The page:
WASHINGTON, DC - OCTOBER 26: An exterior view of the entrance to the new Trump International Hotel at the old post office on October 26, 2016 in Washington, D.C. Republican presidential nominee Donald Trump will attend the hotel's grand opening. (Photo by Gabriella Demczuk/Getty Images)
Gabriella Demczuk Getty Images
By Aric Jenkins
April 8, 2017

The Trump Organization has settled a two-year lawsuit with Washington D.C.-based celebrity chef José Andrés.

Andrés had initially agreed to open a restaurant in the Trump International Hotel in D.C., but pulled the deal after then-presidential candidate Donald Trump made comments referring to Mexicans as “rapists” and “killers.” Trump subsequently sued Andrés’ restaurant group, Think Food Group, for $10 million in a breach of contract suit before settling on Friday with undisclosed terms.

“I am glad that we are able to put this matter behind us and move forward as friends,” Donald Trump Jr. said in a statement, according to NPR. “Since opening in September 2016, Trump International Hotel, Washington, D.C. has been an incredible success and our entire team has great respect for the accomplishments of both José and TFG. Without question, this is a ‘win-win’ for both of our companies.”

“I am pleased that we were able to resolve our differences and move forward cooperatively, as friends,” Andrés said in the statement, NPR reports. “I have great respect for the Trump Organization’s commitment to excellence in redeveloping the Old Post Office. … Going forward, we are excited about the prospects of working together with the Trump Organization on a variety of programs to benefit the community.”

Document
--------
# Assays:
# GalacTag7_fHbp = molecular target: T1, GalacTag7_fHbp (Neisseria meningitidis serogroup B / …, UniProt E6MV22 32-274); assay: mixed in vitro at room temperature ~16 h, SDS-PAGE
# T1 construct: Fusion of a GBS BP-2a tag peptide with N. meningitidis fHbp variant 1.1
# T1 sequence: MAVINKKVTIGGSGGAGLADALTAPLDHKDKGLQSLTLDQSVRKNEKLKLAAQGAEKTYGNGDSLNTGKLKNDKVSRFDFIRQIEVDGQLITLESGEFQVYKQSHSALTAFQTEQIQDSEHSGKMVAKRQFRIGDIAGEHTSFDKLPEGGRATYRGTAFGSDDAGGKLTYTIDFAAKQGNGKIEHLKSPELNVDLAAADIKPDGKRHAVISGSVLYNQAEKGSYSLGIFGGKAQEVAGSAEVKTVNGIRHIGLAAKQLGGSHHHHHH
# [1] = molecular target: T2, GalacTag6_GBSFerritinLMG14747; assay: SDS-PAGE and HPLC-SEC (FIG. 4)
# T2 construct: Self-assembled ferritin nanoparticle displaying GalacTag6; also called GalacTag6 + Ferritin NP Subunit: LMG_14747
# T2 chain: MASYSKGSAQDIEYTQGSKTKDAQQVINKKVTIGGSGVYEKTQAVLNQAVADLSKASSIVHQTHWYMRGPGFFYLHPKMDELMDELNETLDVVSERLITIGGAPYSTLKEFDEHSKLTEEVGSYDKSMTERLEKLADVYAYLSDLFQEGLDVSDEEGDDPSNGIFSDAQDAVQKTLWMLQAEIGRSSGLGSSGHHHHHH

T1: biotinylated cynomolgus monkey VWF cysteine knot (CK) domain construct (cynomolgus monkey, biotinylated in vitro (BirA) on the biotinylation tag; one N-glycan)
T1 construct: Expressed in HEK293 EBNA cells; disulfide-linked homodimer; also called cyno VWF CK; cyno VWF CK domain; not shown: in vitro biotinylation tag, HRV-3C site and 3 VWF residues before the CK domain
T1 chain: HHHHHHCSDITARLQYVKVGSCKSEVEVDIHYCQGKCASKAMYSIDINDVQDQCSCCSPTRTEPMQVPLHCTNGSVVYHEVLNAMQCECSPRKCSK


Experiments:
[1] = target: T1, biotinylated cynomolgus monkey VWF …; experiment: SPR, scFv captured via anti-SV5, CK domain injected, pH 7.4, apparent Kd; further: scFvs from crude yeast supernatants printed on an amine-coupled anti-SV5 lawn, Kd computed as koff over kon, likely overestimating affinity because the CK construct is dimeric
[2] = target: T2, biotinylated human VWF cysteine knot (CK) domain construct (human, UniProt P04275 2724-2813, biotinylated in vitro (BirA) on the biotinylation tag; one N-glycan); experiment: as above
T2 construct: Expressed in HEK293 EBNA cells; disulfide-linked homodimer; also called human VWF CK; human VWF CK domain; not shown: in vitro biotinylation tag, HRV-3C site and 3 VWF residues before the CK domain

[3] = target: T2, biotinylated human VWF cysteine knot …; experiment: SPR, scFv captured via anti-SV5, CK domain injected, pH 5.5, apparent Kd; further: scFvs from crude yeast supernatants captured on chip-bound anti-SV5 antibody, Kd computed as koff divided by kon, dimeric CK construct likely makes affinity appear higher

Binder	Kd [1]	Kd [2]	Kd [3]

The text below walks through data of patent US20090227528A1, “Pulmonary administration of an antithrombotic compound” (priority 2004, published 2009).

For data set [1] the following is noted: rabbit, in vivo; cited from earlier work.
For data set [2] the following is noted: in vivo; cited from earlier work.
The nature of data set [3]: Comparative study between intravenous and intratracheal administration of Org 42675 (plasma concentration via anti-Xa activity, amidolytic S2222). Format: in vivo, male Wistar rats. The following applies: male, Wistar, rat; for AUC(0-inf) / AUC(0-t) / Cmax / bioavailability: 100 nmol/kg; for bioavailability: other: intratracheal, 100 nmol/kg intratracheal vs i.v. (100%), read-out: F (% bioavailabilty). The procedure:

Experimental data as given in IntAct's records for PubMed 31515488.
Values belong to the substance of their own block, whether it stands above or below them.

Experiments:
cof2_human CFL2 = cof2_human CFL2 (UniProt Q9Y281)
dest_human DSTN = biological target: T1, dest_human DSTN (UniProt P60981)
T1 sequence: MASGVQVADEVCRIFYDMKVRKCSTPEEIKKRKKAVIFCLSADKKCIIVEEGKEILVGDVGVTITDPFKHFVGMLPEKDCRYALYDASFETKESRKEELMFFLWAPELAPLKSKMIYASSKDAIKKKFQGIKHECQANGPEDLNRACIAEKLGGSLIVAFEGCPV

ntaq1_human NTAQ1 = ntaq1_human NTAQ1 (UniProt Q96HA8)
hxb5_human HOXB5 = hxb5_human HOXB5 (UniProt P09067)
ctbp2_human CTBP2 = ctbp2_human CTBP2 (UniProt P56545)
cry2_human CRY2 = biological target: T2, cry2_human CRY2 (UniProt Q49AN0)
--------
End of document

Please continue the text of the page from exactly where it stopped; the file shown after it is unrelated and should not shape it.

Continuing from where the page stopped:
MORE: Donald Trump Is Facing an Ethics Lawsuit After Just Three Days in Office

Following Trump’s initial lawsuit, Think Food Group countersued for $8 million, claiming that Trump’s comments had cast a negative perception that damaged the company’s ability to recruit hispanic workers and attract hispanic customers.

Andrés was an outspoken proponent of February’s Day Without Immigrants that protested Trump’s immigration policies and Andrés closed five of his D.C. restaurants in solidarity with his immigrant employees.

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